By EditorDavid from Slashdot's fact-checking-by-law department
schwit1 writes: In a bill aimed at securing a "right to be forgotten," introduced by Assemblyman David I. Weprin and (as Senate Bill 4561 by state Sen. Tony Avella), New York politicians would require people to remove "inaccurate," "irrelevant," "inadequate" or "excessive" statements about others... Failure to comply would make the search engines or speakers liable for, at least, statutory damages of $250/day plus attorney fees.
The Washington Post reports the bill's provisions would be as follows:
Within 30 days of a "request from an individual, all search engines [and online speakers] shall remove...content about such individual, and links or indexes to any of the same, that is 'inaccurate', 'irrelevant', 'inadequate' or 'excessive,' and without replacing such removed...content with any disclaimer [or] takedown notice.... [I]naccurate', 'irrelevant', 'inadequate', or 'excessive' shall mean content, which after a significant lapse in time from its first publication, is no longer material to current public debate or discourse, especially when considered in light of the financial, reputational and/or demonstrable other harm that the information...is causing to the requester's professional, financial, reputational or other interest, with the exception of content related to convicted felonies, legal matters relating to violence, or a matter that is of significant current public interest, and as to which the requester's role with regard to the matter is central and substantial."Read Replies (0)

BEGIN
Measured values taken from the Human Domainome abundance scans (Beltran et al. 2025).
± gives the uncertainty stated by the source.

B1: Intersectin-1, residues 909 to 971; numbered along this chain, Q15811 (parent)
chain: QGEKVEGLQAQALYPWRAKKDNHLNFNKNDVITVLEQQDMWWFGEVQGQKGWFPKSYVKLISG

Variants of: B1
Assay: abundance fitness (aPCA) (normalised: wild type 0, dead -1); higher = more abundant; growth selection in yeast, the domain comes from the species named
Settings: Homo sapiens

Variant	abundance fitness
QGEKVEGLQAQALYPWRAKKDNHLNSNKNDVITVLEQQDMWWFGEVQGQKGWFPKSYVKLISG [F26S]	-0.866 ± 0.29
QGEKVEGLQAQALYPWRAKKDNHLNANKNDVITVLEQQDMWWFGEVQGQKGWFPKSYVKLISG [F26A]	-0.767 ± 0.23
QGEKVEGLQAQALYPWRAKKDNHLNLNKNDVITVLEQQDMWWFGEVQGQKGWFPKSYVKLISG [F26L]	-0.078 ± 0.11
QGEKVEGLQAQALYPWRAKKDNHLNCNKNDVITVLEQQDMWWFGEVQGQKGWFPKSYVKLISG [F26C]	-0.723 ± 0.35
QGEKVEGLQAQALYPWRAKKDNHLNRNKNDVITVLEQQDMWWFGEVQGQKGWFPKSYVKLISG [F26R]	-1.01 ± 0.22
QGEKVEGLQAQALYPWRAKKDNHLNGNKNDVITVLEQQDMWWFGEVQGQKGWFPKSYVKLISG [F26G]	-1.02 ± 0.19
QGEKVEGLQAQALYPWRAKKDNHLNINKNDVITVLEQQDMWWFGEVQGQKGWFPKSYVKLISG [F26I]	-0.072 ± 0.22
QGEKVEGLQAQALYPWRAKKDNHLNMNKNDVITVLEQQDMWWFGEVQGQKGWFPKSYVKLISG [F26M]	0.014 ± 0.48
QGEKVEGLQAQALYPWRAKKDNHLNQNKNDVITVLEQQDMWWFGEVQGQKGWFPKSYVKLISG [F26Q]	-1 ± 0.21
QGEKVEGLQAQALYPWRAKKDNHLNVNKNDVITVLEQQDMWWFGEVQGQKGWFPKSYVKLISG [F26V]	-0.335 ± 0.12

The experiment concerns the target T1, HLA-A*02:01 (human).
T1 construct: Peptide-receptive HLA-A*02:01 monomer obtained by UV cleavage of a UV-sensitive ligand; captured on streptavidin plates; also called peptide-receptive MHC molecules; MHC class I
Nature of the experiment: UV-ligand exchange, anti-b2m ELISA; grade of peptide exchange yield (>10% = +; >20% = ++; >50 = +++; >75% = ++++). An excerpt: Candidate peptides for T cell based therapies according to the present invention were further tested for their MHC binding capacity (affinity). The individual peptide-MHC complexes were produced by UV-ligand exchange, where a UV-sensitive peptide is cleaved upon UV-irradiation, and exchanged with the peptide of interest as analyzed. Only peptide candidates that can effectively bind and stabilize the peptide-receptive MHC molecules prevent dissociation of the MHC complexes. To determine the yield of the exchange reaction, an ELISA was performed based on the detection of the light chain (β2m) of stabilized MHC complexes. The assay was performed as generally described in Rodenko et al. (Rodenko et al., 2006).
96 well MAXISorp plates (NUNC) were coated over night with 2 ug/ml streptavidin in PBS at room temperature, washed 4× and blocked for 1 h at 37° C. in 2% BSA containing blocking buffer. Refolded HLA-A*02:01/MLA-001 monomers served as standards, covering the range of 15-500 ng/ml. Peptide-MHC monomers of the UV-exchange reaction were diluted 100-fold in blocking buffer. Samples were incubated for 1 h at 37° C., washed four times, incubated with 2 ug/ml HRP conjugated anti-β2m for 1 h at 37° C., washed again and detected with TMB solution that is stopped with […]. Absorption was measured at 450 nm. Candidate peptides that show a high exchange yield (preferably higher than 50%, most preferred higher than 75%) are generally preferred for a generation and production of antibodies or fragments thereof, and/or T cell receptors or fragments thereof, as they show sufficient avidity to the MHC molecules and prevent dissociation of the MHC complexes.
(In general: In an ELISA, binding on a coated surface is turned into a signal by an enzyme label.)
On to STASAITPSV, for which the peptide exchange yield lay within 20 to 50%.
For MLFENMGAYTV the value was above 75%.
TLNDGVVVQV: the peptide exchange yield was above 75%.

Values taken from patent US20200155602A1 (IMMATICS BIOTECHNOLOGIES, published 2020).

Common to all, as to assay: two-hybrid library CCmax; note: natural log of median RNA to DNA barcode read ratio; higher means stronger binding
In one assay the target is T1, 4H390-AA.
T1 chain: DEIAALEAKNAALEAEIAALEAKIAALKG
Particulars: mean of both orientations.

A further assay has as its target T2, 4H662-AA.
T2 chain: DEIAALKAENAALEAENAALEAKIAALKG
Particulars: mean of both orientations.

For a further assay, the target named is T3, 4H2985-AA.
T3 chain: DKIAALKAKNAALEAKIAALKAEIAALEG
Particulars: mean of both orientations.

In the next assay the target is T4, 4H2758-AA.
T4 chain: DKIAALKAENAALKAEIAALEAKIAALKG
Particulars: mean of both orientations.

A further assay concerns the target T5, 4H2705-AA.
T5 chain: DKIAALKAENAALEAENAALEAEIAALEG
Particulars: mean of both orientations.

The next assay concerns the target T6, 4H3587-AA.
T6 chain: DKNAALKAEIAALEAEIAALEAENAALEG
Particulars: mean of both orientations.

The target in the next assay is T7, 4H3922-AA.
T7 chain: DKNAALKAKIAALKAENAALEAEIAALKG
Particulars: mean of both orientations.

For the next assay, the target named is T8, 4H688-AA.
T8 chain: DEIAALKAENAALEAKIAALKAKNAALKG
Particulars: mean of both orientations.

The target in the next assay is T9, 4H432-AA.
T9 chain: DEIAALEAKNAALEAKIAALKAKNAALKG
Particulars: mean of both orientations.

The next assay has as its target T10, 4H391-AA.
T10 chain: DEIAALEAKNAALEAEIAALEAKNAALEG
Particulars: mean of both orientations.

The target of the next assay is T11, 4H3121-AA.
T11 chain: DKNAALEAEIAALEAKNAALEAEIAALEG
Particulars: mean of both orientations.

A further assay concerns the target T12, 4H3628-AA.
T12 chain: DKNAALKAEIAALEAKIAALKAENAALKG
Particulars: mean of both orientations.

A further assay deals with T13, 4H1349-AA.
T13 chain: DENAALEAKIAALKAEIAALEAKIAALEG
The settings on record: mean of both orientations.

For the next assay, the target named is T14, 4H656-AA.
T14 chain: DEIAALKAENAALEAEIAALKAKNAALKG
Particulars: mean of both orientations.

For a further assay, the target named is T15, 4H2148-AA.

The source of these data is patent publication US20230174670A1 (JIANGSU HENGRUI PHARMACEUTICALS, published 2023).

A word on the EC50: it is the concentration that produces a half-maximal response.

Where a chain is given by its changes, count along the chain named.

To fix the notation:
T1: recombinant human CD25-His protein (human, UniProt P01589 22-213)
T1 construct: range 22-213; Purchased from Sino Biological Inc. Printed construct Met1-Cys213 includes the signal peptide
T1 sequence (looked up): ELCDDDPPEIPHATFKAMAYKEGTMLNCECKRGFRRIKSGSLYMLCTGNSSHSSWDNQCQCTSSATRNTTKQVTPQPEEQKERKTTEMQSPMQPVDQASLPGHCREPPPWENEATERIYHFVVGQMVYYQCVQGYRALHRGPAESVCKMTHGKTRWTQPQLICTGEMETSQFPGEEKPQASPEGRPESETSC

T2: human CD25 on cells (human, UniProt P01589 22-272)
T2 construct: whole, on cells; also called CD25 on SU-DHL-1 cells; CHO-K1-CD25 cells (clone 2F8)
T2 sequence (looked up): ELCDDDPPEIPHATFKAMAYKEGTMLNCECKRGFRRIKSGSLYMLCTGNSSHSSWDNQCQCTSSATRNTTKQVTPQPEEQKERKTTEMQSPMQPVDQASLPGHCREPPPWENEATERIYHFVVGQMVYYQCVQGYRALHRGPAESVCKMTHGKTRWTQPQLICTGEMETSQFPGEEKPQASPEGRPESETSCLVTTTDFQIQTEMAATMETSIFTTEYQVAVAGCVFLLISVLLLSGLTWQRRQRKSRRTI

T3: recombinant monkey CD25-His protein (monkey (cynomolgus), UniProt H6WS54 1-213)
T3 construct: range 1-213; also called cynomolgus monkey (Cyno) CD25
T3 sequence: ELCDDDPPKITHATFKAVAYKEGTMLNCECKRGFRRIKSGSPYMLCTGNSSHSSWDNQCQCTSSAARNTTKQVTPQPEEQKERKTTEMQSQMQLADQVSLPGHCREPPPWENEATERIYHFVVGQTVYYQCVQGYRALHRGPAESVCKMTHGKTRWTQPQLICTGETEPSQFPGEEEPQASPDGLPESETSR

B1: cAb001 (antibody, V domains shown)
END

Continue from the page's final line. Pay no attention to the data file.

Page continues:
By EditorDavid from Slashdot's no-vacancy department
100,000 people people have already downloaded an app that helps fight human trafficking. dryriver summarizes a report from CNN:
Police find an ad for paid sex online. It's an illegally trafficked underage girl posing provocatively in a hotel room. But police don't know where this hotel room is -- what city, what neighborhood, what hotel or hotel room. This is where the TraffickCam phone app comes in. When you're staying at a hotel, you take pictures of your room... The app logs the GPS data (location of the hotel) and also analyzes what's in the picture -- the furniture, bed sheets, carpet and other visual features. This makes the hotel room identifiable. Now when police come across a sex trafficking picture online, there is a database of images that may reveal which hotel room the picture was taken in.
"Technology drives everything we do nowadays, and this is just one more tool that law enforcement can use to make our job a little safer and a little bit easier," says Sergeant Adam Kavanaugh, supervisor of the St. Louis County Multi-Jurisdictional Human Trafficking Task Force. "Right now we're just beta testing the St. Louis area, and we're getting positive hits," he says (meaning ads that match hotel-room photos in the database). But the app's creators hope to make it available to all U.S. law enforcement within the next few months, and eventually globally, so their app is already collecting photographs from hotel rooms around the world to be stored for future use.Read Replies (0)